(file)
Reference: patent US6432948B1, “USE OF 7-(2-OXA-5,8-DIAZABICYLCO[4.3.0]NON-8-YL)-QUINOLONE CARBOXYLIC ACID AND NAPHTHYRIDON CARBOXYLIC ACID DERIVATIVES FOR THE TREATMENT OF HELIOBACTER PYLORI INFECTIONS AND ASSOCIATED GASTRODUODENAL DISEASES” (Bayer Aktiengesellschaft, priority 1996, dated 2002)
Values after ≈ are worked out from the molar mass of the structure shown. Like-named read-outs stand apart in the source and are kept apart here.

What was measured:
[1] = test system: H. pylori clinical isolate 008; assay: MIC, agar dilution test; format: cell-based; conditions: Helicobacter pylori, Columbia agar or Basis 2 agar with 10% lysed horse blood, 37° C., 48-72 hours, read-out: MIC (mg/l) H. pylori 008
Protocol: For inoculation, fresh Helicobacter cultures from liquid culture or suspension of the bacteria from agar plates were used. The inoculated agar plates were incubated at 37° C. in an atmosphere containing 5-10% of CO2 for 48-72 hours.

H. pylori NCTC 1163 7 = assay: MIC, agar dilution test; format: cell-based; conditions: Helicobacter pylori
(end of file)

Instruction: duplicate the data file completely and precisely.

Reference: patent US6432948B1, “USE OF 7-(2-OXA-5,8-DIAZABICYLCO[4.3.0]NON-8-YL)-QUINOLONE CARBOXYLIC ACID AND NAPHTHYRIDON CARBOXYLIC ACID DERIVATIVES FOR THE TREATMENT OF HELIOBACTER PYLORI INFECTIONS AND ASSOCIATED GASTRODUODENAL DISEASES” (Bayer Aktiengesellschaft, priority 1996, dated 2002)
Values after ≈ are worked out from the molar mass of the structure shown. Like-named read-outs stand apart in the source and are kept apart here.

What was measured:
[1] = test system: H. pylori clinical isolate 008; assay: MIC, agar dilution test; format: cell-based; conditions: Helicobacter pylori, Columbia agar or Basis 2 agar with 10% lysed horse blood, 37° C., 48-72 hours, read-out: MIC (mg/l) H. pylori 008
Protocol: For inoculation, fresh Helicobacter cultures from liquid culture or suspension of the bacteria from agar plates were used. The inoculated agar plates were incubated at 37° C. in an atmosphere containing 5-10% of CO2 for 48-72 hours.

H. pylori NCTC 1163 7 = assay: MIC, agar dilution test; format: cell-based; conditions: Helicobacter pylori